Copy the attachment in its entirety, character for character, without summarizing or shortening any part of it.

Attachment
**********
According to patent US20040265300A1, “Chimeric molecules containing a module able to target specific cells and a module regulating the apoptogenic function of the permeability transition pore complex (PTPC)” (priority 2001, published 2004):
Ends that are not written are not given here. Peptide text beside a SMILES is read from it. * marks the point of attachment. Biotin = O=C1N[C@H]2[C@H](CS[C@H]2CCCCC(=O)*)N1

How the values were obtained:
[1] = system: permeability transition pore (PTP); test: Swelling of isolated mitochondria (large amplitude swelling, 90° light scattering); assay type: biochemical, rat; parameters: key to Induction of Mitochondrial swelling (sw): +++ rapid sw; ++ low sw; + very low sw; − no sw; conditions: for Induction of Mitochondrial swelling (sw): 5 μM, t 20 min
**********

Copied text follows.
According to patent US20040265300A1, “Chimeric molecules containing a module able to target specific cells and a module regulating the apoptogenic function of the permeability transition pore complex (PTPC)” (priority 2001, published 2004):
Ends that are not written are not given here. Peptide text beside a SMILES is read from it. * marks the point of attachment. Biotin = O=C1N[C@H]2[C@H](CS[C@H]2CCCCC(=O)*)N1

How the values were obtained:
[1] = system: permeability transition pore (PTP); test: Swelling of isolated mitochondria (large amplitude swelling, 90° light scattering); assay type: biochemical, rat; parameters: key to Induction of Mitochondrial swelling (sw): +++ rapid sw; ++ low sw; + very low sw; − no sw; conditions: for Induction of Mitochondrial swelling (sw): 5 μM, t 20 min